Luiza Fatyol (Die Schleppträgerin), Maria Kataeva (Die Vertraute), Renée Morloc (Klytämnestra), Manfred Fink (Ein junger Diener) , Lukasz Konieczny (Ein alter Diener) | (c) Matthias Jung
Richard Strauss
Duration: about 1 ¾ hours, no interval
Duration: about 1 ¾ hours, no interval

Agamemnon, King of Mycenae, murdered Clytemnestra’s first husband and her child because he wanted to marry her. With Clytemnestra he had four children: Iphigenia, Chrysothemis, Electra and Orestes. On his way to the Trojan War Agamemnon provoked Artemis, goddess of the hunt, boasting of being the better hunter after killing a stag in her sacred grove. Artemis punished Agamemnon by becalming his fleet near Aulis. The seer Calchas deemed that the goddess was to be appeased only by a sacrifice, and that the sacrificial offering must be Agamemnon’s daughter Iphigenia. Clytemnestra planned revenge on him with the assistance of her lover Aegisthus. When Agamemnon returned victorious – and with a concubine, the seer Cassandra – from the Trojan War, Clytemnestra and Aegisthus murdered him. Electra took Orestes abroad to safety. Clytemnestra confined Electra and Chrysothemis in abject conditions in an outhouse.


The maids at work speak scornfully of Electra, whose deranged condition frightens them. Only the youngest of them shows understanding for Electra and sees in her the royal daughter who is stricken by the murder of her father.

Electra is obsessed with the desire to avenge Agamemnon. As on every day at the hour of his murder, she conjures up the details of the horrific deed and indulges in her visions of vengeance. She had hidden the axe with which her father was killed, so that Orestes, on his return from exile, can use it to kill Clytemnestra and Aegisthus. The deed of retribution is to be culminated by great and bloody rejoicing.

Chrysothemis has been listening at a door and has discovered that Electra is to be imprisoned in a tower. Her warning makes no impression on Electra. She herself longs for a life in freedom with marriage and children. Her attempts to distract Electra from hatred and expectance of the return of Orestes bear no fruit.

Hearing Clytemnestra approaching from the house, Chrysothemis again tries to warn her sister against a confrontation with her mother. However, Electra is determined to have it out with Clytemnestra. Clytemnestra’s harrowing nightmares continually rob her of any rest. Despite the warnings of her confidante and her train-bearer, she consults her daughter. Electra hints darkly that the nightmares will cease when the axe fells the right victim.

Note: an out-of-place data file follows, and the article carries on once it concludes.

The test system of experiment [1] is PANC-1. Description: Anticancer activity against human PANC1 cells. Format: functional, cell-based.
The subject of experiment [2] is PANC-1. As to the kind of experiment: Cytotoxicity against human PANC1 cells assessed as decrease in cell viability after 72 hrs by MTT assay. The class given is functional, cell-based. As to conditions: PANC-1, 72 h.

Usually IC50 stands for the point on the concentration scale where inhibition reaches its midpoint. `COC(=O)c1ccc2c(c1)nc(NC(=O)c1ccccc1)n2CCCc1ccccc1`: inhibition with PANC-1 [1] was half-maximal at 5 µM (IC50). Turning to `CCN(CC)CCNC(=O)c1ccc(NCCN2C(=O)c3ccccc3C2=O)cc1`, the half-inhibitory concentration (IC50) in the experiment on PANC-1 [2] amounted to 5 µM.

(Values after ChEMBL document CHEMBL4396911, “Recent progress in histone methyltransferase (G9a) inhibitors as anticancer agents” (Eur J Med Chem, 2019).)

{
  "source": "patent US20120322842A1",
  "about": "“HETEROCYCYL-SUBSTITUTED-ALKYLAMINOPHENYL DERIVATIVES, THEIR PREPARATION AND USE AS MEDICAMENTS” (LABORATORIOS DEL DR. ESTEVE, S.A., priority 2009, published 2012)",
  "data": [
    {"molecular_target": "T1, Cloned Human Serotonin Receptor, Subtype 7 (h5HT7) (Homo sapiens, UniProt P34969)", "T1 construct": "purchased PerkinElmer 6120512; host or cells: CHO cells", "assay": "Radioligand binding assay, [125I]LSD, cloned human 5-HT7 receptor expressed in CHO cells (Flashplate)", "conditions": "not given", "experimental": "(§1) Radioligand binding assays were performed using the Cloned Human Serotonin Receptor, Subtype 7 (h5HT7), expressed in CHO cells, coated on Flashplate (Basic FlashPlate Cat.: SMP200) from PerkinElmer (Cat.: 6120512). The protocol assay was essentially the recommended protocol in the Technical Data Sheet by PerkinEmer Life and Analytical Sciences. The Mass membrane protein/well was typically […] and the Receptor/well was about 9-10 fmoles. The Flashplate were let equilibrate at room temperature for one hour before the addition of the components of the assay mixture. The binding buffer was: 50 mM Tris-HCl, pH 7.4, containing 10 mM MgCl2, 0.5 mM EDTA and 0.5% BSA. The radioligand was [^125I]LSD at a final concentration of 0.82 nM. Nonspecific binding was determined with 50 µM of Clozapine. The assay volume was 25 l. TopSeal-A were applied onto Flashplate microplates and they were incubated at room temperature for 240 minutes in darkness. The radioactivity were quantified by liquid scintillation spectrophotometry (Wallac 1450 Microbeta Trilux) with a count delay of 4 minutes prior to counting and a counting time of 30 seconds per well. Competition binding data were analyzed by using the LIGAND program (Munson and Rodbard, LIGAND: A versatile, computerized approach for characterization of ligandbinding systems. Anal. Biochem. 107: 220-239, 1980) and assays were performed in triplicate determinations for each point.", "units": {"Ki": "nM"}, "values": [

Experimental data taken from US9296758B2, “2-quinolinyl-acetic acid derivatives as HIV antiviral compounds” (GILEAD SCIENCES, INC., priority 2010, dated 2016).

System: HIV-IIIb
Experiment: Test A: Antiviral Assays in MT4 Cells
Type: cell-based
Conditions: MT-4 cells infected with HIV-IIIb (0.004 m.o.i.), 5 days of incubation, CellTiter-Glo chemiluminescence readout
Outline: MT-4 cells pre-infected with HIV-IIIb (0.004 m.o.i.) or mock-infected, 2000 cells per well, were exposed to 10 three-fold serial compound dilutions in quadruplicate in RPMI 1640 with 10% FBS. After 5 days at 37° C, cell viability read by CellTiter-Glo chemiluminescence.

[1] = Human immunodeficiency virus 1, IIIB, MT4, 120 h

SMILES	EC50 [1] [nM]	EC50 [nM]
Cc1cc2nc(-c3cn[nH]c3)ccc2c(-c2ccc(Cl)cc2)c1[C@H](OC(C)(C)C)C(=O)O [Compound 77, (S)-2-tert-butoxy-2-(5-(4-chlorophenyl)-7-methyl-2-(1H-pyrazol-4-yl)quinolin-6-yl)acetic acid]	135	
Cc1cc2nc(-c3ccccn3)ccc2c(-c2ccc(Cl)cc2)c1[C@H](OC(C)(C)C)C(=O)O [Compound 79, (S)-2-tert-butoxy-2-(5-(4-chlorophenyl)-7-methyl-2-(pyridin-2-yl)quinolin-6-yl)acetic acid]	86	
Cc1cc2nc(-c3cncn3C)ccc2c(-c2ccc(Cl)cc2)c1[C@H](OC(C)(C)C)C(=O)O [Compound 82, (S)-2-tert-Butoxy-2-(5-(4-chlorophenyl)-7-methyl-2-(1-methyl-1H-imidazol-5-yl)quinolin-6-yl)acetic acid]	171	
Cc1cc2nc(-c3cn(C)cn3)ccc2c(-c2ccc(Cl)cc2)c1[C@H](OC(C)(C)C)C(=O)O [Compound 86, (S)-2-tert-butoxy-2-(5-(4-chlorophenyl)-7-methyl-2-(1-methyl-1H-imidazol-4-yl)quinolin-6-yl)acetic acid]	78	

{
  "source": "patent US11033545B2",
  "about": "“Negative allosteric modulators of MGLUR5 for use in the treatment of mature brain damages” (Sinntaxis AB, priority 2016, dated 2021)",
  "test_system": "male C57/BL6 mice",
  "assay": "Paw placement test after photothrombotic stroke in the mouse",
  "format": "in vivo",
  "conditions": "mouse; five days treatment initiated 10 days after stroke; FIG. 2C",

Clytemnestra fails to understand, so Electra unfolds the horrific vision of the retribution which she and Orestes will wreak on her. Clytemnestra’s two attendants whisper her information which they have obtained from two strangers and which evokes triumphant peals of mocking laughter from Clytemnestra. Left alone, Electra is for the moment at a loss.

Chrysothemis recounts the message of the two strangers to Electra. Orestes is reported to have died in exile. Electra cannot believe this. After a servant appears demanding a horse so that he can inform Aegisthus of the death of Orestes, Electra resolves that now she herself must carry out the deed alone. She demands the support of Chrysothemis, who tears herself away despite all Electra’s begging and pleading.

A stranger enters, the bearer of the tragic news. At the height of her sorrow Electra reveals who she is, and he is led by this to confess his own identity: he is Orestes himself, returning at last from exile. His tutor interrupts the ecstatic reunion and urges Orestes to make haste to commit the deed.

Orestes enters the palace. Though Electra realizes with despair that she has forgotten to give him the axe, from inside the screams of the dying Clytemnestra are heard.

The maids, servants and Chrysothemis are terrified. Aegisthus comes back and with feigned servility Electra lights his path. Aegisthus also meets his death at the hands of Orestes. Chrysothemis rushes in with an account of the deed of Orestes and the turmoil among the staff.

She calls for a celebration for her restored brother, but Electra, seeing only that justice has been wrought, is carried away with the exultation of vengeance and the calls of her sister can no longer reach her. “In such joy as ours it is fitting only to be silent and to dance!” At the climax of her ecstasy Electra falls dead.


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